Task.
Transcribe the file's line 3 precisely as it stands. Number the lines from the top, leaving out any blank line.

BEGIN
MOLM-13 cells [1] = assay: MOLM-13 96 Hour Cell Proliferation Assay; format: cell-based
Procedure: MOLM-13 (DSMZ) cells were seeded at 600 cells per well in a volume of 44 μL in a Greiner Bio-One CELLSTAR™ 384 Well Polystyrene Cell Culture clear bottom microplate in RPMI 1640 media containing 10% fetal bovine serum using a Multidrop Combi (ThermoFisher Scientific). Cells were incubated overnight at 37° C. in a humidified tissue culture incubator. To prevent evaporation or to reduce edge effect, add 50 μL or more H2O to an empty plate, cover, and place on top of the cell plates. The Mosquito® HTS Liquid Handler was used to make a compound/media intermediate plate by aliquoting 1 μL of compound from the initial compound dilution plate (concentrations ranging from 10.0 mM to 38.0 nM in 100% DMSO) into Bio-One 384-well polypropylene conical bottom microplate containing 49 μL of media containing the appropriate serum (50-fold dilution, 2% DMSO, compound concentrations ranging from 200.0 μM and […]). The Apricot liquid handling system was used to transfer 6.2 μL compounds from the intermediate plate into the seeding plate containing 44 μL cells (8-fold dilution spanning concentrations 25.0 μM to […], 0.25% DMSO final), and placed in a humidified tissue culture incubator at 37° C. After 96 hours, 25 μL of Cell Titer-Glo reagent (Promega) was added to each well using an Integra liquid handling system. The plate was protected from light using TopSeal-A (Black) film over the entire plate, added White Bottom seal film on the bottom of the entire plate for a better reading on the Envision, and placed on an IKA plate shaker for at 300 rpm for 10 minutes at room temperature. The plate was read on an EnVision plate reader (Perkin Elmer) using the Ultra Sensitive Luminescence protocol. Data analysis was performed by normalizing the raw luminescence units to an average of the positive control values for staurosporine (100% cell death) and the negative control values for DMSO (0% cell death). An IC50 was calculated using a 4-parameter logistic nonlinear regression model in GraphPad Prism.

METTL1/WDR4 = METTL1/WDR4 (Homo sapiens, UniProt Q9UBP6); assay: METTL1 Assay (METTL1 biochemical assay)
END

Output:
METTL1/WDR4 = METTL1/WDR4 (Homo sapiens, UniProt Q9UBP6); assay: METTL1 Assay (METTL1 biochemical assay)